In the 16th century, Portuguese missionaries tended a thriving Christianity in Japan. It’s estimated that there were between 200,000 and 400,000 converts. Churches grew, seminaries were established, and Portuguese priests were revered. But by the early 17th century, Christianity had been all but eradicated. The Japanese leadership feared the westernization of their country and saw Christianity and its missionaries as a prime threat. Persecution was institutionalized. Thousands were tortured and killed and the Church in Portugal effectively gave up. They would send no more missionaries to die. Shusaku Endo’s Silence is the story of two young missionaries who went anyway.
The story is Shakespearian in its relentless tragedy and its effectiveness in asking questions that, if we are honest, have no easily manageable answers. Why do the innocent die? Why does God not break his silence and end suffering? When persecution ceases to be hypothetical and becomes torturous reality, have we any right to pass judgement on the man or woman who succumbs in the torturer’s keep? Can apostasy possibly be an act of love?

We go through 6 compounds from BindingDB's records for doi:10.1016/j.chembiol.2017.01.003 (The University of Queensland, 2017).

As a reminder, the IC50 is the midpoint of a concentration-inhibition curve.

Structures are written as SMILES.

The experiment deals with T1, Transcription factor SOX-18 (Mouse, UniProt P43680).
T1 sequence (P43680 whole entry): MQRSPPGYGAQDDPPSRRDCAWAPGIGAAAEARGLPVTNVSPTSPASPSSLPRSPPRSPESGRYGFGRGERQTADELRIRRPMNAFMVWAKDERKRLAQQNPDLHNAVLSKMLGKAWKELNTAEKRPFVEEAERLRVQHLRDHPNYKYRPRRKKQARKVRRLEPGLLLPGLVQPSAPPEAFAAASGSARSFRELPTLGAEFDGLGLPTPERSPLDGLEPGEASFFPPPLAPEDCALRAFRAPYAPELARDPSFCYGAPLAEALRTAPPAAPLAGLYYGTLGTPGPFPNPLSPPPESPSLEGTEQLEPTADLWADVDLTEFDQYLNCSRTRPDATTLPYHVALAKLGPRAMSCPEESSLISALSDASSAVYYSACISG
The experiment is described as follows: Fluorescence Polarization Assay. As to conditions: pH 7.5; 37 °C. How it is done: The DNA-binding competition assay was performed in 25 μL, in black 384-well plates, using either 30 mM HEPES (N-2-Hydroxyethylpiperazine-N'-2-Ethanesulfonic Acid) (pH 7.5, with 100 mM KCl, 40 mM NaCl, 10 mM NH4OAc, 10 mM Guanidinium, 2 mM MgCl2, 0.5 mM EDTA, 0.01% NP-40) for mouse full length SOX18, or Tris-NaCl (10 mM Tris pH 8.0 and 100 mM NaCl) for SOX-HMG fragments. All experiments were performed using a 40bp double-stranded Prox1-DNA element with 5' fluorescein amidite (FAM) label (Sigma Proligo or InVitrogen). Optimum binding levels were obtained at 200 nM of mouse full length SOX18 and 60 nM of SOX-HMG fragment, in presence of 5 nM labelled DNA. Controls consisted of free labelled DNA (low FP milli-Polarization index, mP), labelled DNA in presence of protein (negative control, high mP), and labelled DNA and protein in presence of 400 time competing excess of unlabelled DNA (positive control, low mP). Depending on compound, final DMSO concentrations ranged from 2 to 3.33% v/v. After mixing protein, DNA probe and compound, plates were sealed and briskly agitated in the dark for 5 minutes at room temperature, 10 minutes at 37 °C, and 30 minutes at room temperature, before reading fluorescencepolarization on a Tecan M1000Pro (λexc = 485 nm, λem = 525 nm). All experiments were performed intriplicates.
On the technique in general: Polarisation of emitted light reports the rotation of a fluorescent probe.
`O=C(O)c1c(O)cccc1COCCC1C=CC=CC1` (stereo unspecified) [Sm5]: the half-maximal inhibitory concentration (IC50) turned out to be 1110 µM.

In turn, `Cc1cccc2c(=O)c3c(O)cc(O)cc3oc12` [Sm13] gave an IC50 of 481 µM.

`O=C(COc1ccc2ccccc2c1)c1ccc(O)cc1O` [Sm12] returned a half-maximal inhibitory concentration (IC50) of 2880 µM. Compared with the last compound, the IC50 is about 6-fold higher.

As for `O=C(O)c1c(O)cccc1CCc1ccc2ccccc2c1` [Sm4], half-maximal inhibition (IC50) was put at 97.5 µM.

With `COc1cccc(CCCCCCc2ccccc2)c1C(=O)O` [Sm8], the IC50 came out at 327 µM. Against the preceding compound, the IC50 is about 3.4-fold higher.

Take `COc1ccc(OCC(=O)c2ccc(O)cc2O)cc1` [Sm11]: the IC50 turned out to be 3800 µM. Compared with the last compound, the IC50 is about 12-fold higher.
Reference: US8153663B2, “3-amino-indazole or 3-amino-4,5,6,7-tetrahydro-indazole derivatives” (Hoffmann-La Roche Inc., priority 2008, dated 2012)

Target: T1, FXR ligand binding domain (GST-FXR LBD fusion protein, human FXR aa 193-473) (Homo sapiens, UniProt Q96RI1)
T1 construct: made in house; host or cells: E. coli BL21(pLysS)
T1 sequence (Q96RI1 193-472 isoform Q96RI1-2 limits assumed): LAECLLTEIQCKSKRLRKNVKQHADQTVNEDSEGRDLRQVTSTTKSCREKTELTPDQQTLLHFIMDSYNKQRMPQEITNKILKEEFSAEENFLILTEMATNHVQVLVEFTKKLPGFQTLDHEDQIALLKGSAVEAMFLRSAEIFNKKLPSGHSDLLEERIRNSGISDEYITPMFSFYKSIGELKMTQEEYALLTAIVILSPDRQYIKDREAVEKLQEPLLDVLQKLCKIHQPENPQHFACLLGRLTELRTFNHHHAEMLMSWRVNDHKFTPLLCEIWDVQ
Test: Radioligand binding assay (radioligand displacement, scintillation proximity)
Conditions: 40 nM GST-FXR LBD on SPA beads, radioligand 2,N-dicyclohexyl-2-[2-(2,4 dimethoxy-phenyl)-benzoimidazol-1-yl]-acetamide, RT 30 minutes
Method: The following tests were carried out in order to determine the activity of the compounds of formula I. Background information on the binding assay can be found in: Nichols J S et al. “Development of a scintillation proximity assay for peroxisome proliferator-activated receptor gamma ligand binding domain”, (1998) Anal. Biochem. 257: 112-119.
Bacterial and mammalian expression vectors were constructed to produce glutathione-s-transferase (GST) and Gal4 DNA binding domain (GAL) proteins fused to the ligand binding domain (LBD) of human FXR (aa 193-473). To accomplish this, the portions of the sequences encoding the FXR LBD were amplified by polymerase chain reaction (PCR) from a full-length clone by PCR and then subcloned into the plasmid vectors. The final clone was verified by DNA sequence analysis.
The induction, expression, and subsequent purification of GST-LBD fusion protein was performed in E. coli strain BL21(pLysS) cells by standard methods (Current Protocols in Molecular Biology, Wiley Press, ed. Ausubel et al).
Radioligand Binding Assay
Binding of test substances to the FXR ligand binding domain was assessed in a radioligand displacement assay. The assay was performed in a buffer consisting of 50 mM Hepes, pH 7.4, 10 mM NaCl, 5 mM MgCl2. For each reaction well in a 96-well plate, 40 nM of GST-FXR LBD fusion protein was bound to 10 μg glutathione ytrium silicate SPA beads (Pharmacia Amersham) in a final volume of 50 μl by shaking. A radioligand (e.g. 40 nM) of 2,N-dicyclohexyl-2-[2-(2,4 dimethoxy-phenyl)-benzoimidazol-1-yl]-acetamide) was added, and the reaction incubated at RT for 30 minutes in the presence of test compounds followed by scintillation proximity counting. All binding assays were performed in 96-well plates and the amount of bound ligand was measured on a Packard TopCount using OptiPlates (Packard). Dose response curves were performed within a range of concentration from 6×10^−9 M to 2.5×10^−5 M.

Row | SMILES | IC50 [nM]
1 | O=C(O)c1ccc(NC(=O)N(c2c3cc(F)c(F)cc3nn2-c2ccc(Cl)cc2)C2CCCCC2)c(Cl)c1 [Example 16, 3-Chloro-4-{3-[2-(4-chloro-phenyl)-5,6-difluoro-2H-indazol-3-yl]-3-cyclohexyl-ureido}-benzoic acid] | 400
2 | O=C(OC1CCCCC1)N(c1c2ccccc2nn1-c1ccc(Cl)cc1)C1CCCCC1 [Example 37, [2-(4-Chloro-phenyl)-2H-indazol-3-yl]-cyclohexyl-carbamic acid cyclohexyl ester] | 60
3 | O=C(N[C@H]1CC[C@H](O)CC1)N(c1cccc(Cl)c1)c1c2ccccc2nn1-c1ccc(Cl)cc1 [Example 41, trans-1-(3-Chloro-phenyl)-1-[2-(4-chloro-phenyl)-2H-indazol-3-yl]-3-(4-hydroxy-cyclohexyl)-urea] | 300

When a naïve Father Rodriques sails from Portugal, intent upon a mission to Japan and his ideal of a glorious martyrdom there, he has no idea what is waiting for him. Those questions loom like muttering storms, half-seen on the horizon. The world he leaves behind is one of clear choices: pagan or Christian, apostate or apostle, fidelity or betrayal, black or white. But the Japan he discovers is a grey waste of unthinkable choices and faith-shattering cruelty. From the moment he sets foot in Japan, his ideals are slowly peeled back, layer by layer, winnowing his presuppositions away and laying bare the chilling truth that even the deepest certainty can be shaken when the only answer to the tortured groan of the Christian in the next cell is the harrowing silence of God.
As a writer, Endo is deft enough to know that the answers aren’t necessarily any more comforting than the questions, and in fact I’d venture to suggest that some of the questions he wrestles with are essentially unanswerable. To attempt answers is to reduce the questions themselves to insignificance and reduce the people faced with them to something less than human. Like the author, the best we can do is to wrestle. Confronted with the reality of torture, doubt, weakness, and the suffering of others, the best we can hope for is a pugilism of conscience in which no one can contend unchanged.
It’s a book that every Christian ought to get in the ring with. It’s a book that every missionary needs to confront. One of the many perspectives Endo presents is that which says Christianity has no place in Japan, that it’s fundamentally incapable of taking root there and rightly ought to be stamped out. That’s obviously the antagonistic view in the book, but it’s one with which anyone serious about missions work needs to grapple and overcome.